Yesterday we went to the BJCC in Birmingham, as a few hundred evacuees had come there on buses. We dropped off the individual soaps, shampoos, conditioners, and lotions that I had (it was the same sack that I brought on our first trip to the coast; the places we went to really didn’t need them but at the BJCC, when I told them what I had, they said that was what they were really in need of right then).
Av and I went inside one of the convention halls that they have set up now as a Red Cross shelter. It is very nice, with cots and blankets, food, and air conditioning. They have clothes distribution, books for children, hair braiding, medical evaluations, crafts for children, everything you could imagine. There were so many local volunteers that they were actually turning those people away at the door, explaining that they were overrun by volunteers, but to come back later. Literally I would say that there was probably one volunteer per every one or two evacuees.
A clown leaving the BJCC after performing for children
We are already on a list for home hospitality for some people from New Orleans, but we did have space at least for that night for a couple of people. What happens is really odd – the Red Cross can’t match you up for liability reasons, so you go in, let the people at the desk know that you want to offer your home to someone, and they tell you to just go up to someone that you might like and talk to them. It’s almost like dating.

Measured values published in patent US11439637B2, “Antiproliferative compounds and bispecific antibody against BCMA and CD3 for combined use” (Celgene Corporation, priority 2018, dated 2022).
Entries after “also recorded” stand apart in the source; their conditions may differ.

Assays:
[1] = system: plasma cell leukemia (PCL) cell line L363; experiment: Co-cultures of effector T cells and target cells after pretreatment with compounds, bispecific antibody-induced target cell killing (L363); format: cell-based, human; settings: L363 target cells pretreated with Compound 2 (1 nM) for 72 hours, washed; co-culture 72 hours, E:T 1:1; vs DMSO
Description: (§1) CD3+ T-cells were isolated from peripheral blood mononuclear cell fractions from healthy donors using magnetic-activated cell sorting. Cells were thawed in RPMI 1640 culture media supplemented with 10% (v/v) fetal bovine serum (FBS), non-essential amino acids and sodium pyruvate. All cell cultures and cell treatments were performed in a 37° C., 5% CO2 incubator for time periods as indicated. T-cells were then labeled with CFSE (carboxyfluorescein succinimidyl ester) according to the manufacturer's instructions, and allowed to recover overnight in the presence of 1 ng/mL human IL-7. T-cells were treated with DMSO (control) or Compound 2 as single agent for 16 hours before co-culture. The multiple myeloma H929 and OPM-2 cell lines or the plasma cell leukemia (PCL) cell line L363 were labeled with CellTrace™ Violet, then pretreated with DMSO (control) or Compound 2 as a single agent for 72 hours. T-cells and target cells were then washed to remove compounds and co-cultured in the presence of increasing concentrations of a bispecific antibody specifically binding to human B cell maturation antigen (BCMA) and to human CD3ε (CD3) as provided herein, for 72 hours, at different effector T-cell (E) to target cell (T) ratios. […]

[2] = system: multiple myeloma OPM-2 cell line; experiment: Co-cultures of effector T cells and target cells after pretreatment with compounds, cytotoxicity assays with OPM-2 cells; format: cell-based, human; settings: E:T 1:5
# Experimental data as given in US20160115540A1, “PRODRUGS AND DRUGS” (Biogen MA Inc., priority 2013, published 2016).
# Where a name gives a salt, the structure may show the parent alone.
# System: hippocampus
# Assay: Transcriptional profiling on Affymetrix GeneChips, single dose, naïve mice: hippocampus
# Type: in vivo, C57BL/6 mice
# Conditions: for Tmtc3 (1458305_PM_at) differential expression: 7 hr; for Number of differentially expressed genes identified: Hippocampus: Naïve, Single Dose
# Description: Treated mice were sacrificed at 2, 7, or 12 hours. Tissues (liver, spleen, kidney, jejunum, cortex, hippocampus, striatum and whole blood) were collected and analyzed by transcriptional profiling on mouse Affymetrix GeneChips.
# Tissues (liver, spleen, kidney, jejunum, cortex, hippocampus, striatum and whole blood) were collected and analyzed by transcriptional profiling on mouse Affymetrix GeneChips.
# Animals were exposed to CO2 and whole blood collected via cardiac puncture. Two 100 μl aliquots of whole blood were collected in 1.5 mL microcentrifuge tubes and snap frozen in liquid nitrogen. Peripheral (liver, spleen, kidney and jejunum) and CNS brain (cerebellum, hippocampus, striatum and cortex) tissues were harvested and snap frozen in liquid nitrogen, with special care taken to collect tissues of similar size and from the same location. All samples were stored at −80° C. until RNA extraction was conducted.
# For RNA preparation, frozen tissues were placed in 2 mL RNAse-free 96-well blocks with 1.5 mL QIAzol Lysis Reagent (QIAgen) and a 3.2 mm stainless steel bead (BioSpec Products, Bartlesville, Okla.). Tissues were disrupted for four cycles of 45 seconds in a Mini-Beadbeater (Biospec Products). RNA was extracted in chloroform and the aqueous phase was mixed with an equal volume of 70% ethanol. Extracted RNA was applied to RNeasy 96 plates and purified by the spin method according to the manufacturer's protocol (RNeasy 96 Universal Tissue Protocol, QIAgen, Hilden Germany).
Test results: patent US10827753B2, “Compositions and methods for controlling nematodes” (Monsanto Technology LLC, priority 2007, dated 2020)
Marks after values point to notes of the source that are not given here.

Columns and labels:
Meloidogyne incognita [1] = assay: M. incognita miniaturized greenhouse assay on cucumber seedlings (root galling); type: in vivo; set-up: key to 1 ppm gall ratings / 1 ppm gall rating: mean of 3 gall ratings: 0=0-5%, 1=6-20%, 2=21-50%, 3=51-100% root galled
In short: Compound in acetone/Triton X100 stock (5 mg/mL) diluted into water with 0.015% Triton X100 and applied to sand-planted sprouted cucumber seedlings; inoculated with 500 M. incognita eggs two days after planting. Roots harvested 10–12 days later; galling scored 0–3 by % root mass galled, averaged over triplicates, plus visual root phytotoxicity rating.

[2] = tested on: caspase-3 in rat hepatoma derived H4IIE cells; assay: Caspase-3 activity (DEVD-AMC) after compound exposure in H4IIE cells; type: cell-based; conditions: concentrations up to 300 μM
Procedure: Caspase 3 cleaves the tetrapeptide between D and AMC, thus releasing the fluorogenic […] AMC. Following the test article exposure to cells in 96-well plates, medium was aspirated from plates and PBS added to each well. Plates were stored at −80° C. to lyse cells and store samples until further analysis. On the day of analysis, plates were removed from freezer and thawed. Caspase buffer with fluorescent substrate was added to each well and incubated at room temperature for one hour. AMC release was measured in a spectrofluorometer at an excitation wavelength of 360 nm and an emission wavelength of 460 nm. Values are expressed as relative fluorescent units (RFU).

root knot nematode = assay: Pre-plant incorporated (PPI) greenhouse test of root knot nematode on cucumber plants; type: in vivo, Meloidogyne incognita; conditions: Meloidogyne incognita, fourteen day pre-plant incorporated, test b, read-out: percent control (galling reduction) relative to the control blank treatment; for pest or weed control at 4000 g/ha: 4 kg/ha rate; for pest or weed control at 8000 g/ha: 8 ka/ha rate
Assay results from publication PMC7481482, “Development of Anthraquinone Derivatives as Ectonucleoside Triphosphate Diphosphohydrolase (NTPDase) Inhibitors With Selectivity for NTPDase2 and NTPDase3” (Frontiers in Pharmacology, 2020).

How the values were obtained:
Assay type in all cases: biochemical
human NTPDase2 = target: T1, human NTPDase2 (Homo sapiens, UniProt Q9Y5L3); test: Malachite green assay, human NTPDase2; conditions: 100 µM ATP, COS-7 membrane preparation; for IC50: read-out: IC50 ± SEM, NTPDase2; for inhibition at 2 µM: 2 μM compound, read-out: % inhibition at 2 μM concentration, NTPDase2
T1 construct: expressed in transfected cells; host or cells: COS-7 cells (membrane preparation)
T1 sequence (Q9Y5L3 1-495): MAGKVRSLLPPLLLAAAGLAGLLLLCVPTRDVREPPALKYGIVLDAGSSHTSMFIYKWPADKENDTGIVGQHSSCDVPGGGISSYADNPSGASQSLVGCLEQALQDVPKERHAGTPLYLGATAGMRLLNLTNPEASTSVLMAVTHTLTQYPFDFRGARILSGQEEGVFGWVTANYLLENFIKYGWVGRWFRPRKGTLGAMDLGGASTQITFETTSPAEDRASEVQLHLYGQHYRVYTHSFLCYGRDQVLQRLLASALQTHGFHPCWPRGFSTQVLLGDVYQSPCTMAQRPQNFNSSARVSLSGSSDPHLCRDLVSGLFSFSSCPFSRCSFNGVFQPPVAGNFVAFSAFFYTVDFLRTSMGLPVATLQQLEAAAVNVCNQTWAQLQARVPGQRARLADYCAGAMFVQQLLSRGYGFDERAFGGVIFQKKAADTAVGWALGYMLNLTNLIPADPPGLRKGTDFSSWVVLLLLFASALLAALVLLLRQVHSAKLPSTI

We talked to a man from Arabi, Louisiana (which is just over the river from New Orleans) who had 14 feet of water in his house. It is a total loss, and his car is totaled. He is there with his son, but his wife and two other sons he believes are in a shelter in Algiers. We offered them to come stay with us, but he didn’t want to leave because he had been on television and was afraid that she might see it and be able to come for them, and then they wouldn’t be there. We also wanted to take him to them, but what if they passed each other on the highway? A lot of the phone service in Louisiana (and Mississippi) is still down so you just don’t know what the other person knows or what their plans are or anything. It is just such a frightening thing.